DALLAS – A Texas woman who was wounded while shielding her sons during the attack on a Dallas protest march thanked officers Sunday and said she would go to another demonstration to show her boys that she’s not a quitter.
Shetamia Taylor, who attended the march with her four sons, thanked Dallas police for protecting her in the chaos that erupted Thursday night.
“I want to say thank you to the officers,” she said during an emotional press conference at Baylor University Medical Center. “They were really heroes for us. They saved my life, my son’s life and I want to say thank you to them first and foremost.”
She says officers shielded her as bullets whizzed through the air around them.
“They had no regard for their own life. They stayed there with us. They surrounded my son and I,” she said.
Taylor, in a wheelchair with her right leg immobilized, said that she always held police officers “in a very high place” and notes that her youngest son wants to be a cop.
“I never had an issue with police officers,” she said. “If anything it made my admiration for them greater.”
Taylor, who is black, said she went to the march to protest the killings of black men by police in Baton Rouge, Louisiana, and outside St. Paul, Minnesota, and previous encounters between blacks and police.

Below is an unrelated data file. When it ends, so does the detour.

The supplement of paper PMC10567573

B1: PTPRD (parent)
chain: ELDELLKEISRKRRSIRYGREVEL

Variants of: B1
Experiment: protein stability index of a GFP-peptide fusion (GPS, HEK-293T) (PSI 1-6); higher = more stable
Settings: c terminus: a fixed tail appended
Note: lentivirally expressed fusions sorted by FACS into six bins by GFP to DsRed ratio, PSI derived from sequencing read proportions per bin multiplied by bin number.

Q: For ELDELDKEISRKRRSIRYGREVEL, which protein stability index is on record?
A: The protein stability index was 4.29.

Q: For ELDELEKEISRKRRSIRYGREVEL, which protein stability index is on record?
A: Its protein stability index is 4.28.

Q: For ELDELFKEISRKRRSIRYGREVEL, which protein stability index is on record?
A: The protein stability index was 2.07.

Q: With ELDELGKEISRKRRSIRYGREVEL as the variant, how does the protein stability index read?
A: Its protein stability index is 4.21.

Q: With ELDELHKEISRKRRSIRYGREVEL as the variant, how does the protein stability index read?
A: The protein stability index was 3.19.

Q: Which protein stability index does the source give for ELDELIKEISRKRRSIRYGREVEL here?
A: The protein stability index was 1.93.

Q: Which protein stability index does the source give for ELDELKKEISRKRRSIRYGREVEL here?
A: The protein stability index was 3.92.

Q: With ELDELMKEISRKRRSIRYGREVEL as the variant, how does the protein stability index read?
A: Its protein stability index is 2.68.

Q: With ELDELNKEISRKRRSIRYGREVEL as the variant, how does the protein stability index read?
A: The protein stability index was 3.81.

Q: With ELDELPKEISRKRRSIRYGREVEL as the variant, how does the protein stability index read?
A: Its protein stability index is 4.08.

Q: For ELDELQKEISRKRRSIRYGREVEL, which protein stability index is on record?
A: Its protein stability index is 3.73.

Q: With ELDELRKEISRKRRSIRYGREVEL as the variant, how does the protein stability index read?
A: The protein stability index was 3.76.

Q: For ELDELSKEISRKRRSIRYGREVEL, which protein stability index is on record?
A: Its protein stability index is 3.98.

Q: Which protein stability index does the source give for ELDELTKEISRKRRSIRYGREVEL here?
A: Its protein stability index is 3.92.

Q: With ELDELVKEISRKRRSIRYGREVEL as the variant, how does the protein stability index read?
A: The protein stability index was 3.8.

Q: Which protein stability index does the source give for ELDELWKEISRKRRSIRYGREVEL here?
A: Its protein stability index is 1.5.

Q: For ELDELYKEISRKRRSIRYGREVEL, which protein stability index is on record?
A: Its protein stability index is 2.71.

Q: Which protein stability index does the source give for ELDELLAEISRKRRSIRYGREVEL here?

She said the attack on the march in Dallas, which killed five officers and injured seven others, wouldn’t deter her from demonstrating again. She wants her sons — ages 12, 13, 15 and 17 — to know it was an isolated incident.
“I don’t want them to think that I am a quitter, because I am not,” she said.
Taylor said she and her sons were getting ready to leave the march when they heard two shots and saw an officer fall.
“As he was going down, he said, ‘He has a gun. Run,'” she recalled.
As they fled, she felt a bullet hit her in the back of the leg.
She said she tackled her 15-year-old son, Andrew, and “laid on top of him.”
An officer then jumped on top of them. “And there was another one at our feet. And there was another one over our heads. And there were several of them lined against the wall,” she said. “And they stayed there with us. And I saw another officer get shot right in front of me.”
Two of her other sons escaped through a parking garage, while the fourth fled the gunfire with another woman he didn’t know.
Taylor suffered a bad fracture of her tibia just below her right knee, one of her doctors said. It was repaired with a plate and screws, but it will be two to three months before she can put weight on her leg.
Taylor says she wonders where the country is going to go from here.
“I’m just a mother and a wife,” she said. “I’m not an activist. I’m not a politician. I just want to protect my family.”
She stressed that most police officers deserve praise and not all of them are “out to get us.”
“These are the people you call when you’re in a situation. You gotta remember that,” she said. “What are we gonna do if they stop policing? What are we gonna do? … Who are you gonna call?”
The Associated Press contributed to this report.